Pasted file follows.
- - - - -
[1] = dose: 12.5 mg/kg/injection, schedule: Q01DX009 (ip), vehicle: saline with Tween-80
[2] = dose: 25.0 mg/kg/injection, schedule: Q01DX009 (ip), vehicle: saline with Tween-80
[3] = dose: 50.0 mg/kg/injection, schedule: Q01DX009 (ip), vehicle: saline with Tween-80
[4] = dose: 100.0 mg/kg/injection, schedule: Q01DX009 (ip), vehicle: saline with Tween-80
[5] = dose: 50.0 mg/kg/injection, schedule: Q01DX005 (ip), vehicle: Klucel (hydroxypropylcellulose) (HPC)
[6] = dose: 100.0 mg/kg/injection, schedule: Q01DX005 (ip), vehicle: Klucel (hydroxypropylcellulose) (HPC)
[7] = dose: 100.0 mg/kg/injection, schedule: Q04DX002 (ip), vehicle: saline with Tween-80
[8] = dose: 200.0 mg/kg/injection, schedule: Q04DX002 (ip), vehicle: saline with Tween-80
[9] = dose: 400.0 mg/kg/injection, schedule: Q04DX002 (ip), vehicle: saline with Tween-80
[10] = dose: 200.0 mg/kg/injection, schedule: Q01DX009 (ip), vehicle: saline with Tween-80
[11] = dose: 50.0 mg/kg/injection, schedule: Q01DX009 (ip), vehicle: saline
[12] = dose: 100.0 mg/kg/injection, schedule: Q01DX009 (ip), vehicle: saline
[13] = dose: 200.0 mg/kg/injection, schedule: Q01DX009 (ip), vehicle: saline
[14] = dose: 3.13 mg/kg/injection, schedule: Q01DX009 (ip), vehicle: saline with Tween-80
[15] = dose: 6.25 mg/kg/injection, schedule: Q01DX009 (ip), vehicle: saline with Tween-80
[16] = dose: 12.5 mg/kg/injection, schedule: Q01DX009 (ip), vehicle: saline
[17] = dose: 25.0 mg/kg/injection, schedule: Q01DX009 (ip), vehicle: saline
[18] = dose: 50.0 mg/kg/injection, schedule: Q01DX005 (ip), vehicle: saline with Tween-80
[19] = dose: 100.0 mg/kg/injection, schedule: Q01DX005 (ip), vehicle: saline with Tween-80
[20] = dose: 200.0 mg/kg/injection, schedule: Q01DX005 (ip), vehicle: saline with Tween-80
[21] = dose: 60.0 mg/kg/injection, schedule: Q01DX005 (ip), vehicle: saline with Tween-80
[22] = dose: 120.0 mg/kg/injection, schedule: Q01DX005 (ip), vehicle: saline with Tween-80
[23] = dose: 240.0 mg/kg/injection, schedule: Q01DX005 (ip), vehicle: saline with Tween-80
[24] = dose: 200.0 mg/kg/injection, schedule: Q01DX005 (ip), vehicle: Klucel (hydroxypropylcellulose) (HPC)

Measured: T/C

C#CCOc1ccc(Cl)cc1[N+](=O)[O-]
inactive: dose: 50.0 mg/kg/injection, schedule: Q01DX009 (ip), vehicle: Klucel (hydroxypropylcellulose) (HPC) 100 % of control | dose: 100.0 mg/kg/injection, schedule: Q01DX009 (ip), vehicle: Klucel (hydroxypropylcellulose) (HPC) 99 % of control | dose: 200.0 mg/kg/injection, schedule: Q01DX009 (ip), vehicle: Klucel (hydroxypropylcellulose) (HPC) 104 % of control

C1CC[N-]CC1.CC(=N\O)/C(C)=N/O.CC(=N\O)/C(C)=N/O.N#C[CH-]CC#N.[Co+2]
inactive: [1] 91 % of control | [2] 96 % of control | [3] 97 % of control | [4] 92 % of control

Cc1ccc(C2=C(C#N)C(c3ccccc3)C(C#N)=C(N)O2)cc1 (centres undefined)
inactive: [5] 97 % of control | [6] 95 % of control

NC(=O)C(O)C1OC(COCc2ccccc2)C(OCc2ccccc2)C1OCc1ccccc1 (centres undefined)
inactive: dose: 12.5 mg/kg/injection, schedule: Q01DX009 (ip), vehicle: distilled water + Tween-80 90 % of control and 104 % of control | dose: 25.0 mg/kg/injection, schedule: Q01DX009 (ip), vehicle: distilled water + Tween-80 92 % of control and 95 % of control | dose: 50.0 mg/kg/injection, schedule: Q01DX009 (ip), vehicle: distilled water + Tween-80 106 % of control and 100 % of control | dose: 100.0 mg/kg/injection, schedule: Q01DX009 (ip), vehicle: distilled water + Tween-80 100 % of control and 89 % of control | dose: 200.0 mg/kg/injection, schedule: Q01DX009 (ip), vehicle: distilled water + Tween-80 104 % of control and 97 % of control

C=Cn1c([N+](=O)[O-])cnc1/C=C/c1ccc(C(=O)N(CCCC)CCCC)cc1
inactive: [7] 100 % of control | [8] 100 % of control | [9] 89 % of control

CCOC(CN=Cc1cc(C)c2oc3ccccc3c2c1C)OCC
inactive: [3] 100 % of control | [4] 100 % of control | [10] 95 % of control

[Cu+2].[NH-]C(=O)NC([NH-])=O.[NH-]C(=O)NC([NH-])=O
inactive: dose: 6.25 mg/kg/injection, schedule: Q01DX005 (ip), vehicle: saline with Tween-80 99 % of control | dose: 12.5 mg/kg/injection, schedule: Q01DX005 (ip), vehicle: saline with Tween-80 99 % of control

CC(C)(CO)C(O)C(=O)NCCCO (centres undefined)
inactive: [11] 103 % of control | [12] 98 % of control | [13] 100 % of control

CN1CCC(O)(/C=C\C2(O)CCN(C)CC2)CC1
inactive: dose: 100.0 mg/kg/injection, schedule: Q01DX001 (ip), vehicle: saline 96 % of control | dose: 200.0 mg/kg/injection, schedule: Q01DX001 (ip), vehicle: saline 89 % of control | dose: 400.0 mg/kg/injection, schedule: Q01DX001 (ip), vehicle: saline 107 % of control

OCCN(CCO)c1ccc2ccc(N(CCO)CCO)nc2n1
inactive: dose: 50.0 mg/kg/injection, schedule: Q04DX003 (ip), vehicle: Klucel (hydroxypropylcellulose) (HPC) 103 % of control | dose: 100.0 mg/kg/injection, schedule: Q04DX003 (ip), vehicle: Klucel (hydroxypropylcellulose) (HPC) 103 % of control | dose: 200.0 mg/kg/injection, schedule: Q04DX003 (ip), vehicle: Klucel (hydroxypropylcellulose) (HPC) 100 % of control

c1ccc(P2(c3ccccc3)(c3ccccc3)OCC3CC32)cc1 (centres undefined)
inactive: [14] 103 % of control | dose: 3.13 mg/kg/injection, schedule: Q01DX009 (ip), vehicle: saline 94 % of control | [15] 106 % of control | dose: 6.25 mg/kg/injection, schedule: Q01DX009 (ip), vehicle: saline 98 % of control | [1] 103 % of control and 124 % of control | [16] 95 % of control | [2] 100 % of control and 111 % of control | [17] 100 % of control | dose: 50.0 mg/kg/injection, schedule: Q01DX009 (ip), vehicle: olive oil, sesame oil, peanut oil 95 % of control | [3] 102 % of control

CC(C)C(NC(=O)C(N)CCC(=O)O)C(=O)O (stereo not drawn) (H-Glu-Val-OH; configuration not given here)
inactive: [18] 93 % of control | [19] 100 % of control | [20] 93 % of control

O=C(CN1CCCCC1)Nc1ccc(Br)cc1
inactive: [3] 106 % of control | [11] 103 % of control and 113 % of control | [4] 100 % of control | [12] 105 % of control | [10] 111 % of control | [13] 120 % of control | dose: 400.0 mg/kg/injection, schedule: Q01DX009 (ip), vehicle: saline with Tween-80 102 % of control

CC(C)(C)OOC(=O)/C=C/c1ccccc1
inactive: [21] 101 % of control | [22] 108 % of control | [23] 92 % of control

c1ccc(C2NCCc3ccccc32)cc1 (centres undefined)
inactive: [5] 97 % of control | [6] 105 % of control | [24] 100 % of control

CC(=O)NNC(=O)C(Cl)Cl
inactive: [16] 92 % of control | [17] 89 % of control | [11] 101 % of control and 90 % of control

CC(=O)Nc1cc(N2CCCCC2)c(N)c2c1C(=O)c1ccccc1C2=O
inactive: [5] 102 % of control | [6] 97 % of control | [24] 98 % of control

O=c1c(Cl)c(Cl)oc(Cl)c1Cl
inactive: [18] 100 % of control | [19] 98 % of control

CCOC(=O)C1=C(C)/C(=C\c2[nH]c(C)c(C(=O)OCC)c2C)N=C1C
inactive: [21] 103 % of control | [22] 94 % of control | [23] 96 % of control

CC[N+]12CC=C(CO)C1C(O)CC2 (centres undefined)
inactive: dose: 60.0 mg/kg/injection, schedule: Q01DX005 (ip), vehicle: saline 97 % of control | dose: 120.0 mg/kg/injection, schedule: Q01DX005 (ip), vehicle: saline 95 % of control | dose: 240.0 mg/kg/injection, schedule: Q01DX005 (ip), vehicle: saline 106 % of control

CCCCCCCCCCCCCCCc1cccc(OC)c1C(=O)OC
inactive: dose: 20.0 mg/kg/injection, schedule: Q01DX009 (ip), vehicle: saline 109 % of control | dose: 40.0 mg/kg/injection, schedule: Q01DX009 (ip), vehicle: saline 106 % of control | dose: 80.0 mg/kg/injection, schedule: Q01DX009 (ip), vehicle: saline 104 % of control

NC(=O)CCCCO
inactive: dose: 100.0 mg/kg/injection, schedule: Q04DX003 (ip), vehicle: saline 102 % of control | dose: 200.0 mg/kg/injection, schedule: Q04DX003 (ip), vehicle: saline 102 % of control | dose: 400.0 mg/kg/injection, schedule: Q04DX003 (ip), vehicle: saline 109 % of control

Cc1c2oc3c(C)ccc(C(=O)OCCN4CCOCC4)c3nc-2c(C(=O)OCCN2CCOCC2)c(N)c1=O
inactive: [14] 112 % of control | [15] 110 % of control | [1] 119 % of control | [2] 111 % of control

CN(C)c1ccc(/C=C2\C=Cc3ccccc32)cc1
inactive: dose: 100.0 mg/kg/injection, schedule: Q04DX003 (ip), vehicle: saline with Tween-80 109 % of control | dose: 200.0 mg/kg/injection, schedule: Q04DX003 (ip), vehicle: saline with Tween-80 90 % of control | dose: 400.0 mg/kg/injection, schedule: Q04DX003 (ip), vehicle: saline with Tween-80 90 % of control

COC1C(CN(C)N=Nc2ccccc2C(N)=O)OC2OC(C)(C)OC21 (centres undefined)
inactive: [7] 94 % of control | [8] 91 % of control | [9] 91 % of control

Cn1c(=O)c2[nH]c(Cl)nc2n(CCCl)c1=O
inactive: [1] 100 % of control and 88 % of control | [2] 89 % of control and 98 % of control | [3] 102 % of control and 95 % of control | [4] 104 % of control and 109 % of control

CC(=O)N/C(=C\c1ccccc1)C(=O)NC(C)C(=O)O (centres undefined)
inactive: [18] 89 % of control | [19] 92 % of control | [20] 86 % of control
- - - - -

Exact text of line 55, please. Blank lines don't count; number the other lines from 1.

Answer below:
inactive: [5] 97 % of control | [6] 105 % of control | [24] 100 % of control